Revisiting English Language Learning among Malaysian Children

  •  Hamidah Yamat    
  •  Ross Fisher    
  •  Sarah Rich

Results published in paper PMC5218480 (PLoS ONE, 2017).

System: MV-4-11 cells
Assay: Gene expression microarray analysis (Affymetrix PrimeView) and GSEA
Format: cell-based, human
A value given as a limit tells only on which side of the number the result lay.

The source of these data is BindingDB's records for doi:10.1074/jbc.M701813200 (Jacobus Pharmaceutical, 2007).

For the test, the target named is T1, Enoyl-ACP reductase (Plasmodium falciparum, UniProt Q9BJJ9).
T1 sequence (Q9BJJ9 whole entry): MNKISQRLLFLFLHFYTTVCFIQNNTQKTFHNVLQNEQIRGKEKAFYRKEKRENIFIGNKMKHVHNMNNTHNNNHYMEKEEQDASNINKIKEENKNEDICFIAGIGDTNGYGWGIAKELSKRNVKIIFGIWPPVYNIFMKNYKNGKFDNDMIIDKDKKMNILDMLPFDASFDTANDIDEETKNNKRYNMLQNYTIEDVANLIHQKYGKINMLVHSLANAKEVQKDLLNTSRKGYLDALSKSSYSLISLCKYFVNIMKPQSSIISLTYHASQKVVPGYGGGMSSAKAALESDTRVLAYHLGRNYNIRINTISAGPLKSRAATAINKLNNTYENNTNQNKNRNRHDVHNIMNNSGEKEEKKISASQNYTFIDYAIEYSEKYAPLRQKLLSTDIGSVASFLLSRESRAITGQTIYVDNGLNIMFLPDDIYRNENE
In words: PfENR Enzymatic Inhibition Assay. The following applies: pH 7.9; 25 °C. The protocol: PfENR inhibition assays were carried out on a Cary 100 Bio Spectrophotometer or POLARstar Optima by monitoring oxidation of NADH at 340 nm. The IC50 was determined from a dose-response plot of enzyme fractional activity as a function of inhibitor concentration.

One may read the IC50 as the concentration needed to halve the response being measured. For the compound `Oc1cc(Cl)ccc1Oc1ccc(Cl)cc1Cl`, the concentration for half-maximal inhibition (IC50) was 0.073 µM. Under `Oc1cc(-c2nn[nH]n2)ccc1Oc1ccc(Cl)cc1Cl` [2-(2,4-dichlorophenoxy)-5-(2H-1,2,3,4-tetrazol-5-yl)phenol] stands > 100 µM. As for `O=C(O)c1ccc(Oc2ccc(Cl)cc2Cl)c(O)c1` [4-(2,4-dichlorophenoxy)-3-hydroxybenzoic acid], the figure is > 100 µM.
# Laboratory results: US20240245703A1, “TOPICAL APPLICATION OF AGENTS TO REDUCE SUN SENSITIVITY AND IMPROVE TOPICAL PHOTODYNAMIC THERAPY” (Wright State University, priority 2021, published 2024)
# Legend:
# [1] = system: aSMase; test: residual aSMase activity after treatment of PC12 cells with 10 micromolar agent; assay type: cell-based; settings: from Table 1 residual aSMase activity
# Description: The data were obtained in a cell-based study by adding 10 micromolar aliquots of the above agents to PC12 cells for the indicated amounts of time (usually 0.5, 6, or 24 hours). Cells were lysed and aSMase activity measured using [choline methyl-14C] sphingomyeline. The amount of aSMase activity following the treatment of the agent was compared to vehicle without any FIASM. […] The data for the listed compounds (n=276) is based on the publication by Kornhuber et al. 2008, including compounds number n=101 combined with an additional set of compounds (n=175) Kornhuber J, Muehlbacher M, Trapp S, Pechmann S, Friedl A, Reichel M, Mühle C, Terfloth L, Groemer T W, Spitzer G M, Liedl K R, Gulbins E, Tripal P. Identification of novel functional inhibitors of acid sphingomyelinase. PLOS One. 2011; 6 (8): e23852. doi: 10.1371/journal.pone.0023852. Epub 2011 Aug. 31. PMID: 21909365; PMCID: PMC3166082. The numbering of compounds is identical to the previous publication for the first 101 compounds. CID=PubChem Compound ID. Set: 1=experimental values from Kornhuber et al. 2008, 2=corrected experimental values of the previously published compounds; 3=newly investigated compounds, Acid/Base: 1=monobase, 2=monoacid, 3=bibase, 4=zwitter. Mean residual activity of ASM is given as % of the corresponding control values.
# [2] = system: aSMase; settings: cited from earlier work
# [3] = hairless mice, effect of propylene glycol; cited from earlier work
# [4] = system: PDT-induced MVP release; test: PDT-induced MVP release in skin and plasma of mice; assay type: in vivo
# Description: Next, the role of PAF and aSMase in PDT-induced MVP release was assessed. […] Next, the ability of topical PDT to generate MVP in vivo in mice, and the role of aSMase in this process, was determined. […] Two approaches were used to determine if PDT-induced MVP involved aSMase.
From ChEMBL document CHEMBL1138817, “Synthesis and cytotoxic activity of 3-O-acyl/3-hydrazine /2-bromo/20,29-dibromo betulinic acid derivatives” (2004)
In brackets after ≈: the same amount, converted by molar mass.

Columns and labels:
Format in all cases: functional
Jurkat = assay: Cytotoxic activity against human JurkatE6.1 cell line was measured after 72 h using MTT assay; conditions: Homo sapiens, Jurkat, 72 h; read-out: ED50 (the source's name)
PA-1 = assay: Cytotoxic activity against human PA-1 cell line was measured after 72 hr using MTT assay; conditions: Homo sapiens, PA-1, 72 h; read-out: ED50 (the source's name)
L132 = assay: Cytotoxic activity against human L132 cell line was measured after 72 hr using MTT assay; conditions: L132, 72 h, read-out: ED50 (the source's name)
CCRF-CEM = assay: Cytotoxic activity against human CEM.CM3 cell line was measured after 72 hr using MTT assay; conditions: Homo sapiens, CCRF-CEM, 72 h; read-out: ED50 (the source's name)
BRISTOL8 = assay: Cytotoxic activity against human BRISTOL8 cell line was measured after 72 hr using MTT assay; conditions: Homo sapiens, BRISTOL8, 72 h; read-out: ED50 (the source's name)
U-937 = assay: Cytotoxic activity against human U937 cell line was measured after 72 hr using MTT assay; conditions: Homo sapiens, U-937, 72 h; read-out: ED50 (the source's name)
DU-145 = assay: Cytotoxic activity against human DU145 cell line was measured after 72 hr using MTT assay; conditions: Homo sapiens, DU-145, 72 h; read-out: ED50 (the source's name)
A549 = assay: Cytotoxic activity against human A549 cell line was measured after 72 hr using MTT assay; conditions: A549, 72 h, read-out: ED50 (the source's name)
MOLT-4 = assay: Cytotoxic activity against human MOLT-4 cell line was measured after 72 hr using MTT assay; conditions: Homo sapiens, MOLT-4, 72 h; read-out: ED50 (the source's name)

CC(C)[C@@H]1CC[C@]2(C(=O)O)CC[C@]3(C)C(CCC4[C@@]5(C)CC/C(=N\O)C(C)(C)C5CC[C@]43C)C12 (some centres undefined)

Despite learning English language for six years at elementary and five years at secondary levels, Malaysian students’ English language competency has always been the obstacle in securing success at university level as well as in job opportunities. Hence, various interventions have been taken in the teaching and learning process as well as changes in language policy. This paper calls for a revisit on Malaysia’s policy on teaching English English at primary schools. It discusses the findings of English language acquisition as experienced by Azlan, Hazwan and Aida’s (pseudonyms), aged six, and explored through an ethnographic case study. The children’s, their mother’s and teacher’s voices were gathered through interviews. The children’s behaviours in and outside of school and at home were also captured through observations. A grounded theory data analysis approach was employed in analysing the data. Findings illuminated that for these children, the second language was acquired through play and use; and that developing children’s confidence should be the starting point. The implication of this finding is discussed in the light of the English language policy for teaching English to Malaysian primary school children.

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